Conquer Budgeting: 3 Tips on How to Budget
"I really look forward to budgeting," said no one ever.
You wouldn't start a trip without a plan. Without a budget, you can't determine if your income will permit you to spend your money the way you want.
Reluctance to budget
Although having a budget is critical to sound financial planning, one survey found most Americans (over 55%) don't track their spending with a budget. Unsurprisingly, these "non-budgeters" don't know how much they spend monthly.
Why do so few people budget?
The same survey found they didn't think it was necessary. Other excuses include not having the time or energy or being disorganized.
Without a budget, you are "flying blind" with your finances. It's not a responsible or intelligent way to manage your money.
Benefits of budgeting
Without a clear picture of your income and expenses, it's easy to overspend, fail to put away money for retirement, or save for large purchases like a house or car. A budget will also help you avoid debt, especially high-interest credit card debt, which can charge an average of 20% per annum in interest.
Those in lower income brackets are less likely to budget, even though they need to track their expenses carefully since they have less discretionary money.
If you resist budgeting for any reason, here are some tips on how to budget that can get you started.
1. Use benchmarks
Before you start budgeting, you may find it helpful to use benchmarks, so you have a rough idea of how to allocate your funds.
The 50/20/30 budget is a good place to start.
The approach allocates 50% of your expenses to "essential living," 20% to financial goals, and 30% to personal spending.
- "Essential living" refers to fixed monthly costs like mortgage, food, utilities, and automobile loans. You can find a more extensive list of typical essential living expenses here.
- "Financial goals" includes emergency savings, paying off debt, and investing in retirement portfolios.
- "Personal spending" includes discretionary purchases like dining out, clothes, and vacations.
While these allocations don't work for everyone, often due to high housing costs and other essential spending, it's a good place to start.
Here are some other benchmarks to consider.
- You should have an emergency fund that covers 6–12 months of expenses. This fund would be for unexpected health costs, loss of employment, the need to assist family members financially, and other unexpected emergencies.
- You should save 10%–20% of your gross income for retirement.
- You will also need to save enough to cover large purchases you plan to make, like a house, a car, or a wedding.
2. Use zero-based budgeting
"Zero-based budgeting" simply takes your monthly income and allocates every dollar to pay your expenses or savings.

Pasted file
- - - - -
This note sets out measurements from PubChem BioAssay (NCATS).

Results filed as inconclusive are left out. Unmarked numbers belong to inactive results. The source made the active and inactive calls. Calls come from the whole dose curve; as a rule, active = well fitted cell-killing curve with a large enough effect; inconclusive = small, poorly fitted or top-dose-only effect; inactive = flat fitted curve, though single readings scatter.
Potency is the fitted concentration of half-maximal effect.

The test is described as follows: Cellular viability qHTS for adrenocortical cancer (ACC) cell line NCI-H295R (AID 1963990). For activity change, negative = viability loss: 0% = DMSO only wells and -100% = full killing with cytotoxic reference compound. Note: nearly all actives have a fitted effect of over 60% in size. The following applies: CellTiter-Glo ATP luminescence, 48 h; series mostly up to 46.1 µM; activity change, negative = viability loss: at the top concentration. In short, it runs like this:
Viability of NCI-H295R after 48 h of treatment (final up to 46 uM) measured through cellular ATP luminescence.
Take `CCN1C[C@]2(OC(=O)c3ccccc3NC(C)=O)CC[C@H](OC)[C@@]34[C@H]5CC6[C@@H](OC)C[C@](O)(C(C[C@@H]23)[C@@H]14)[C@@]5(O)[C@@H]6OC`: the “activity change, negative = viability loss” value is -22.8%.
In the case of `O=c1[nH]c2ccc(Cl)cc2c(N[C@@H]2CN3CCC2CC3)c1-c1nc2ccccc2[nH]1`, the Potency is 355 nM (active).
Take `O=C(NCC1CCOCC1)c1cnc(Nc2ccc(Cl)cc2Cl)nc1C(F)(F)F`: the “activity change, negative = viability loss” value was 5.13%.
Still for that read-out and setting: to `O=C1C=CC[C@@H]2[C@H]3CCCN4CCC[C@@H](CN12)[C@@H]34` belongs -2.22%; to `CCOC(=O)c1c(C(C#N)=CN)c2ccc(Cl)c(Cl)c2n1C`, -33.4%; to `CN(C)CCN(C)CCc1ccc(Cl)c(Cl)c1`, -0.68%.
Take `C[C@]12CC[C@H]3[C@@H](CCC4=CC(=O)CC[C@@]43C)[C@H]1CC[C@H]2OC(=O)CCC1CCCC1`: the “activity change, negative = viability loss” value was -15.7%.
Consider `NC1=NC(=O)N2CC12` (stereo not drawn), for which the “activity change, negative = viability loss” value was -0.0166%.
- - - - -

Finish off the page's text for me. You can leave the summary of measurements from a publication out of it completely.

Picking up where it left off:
The benefit of zero-based budgeting is its simplicity. Just quantify your monthly income, then calculate your fixed and discretionary expenses. Fixed expenses include items like your mortgage and utilities. Discretionary expenses include dining out and buying clothes. The remaining balance, if any, is used to reduce debt and for savings.
You can see an example of a zero-based budget here.
3. Try other budgeting strategies
If a zero-based budget doesn't work for you, here are some additional budgeting strategies to consider:
- Envelope budgeting: Put cash into envelopes for different discretionary spending categories every month. You can find a helpful list here.
- Bare Bones budgeting: Reduce your spending by eliminating discretionary spending like dining out and buying clothes. Limit your spending to items absolutely essential, like mortgage and automobile loans.
- Bullet Journal budgeting: Record every expense in a journal. You can learn more about this budgeting approach here.
There are other, less common budgeting approaches. These include a Japanese budgeting method called Kakeibo, calendar budgeting, half-payment budgeting, and paycheck budgeting.
4. Use technology
According to Forbes, "the best budgeting app is one you'll actually use."
Budgeting apps can be a useful adjunct to your budgeting process. These apps vary in the functions they offer. Most allow you to connect all your financial accounts, track expenses and establish financial goals.
Some apps like PocketGuard are best for those who want to track spending. The app's goal is "to help customers spend less than they earn." Others, like Goodbudget, serve those who use envelope budgeting. You can find a list of leading budgeting apps here.
Once you have figured out the purpose you want the budgeting app to serve, Forbes recommends taking into account fees, security, and customer service.
While the different budgeting strategies and available apps may present daunting choices, there's one clear message: Budgeting is important for your financial well-being.
To help you get started, you may consult with a low-cost financial advisor.
Darrell Armuth founded Sensible in 1994. Since then, he has served hundreds of clients. Darrell is a Certified Public Accountant certified by the state of Nevada.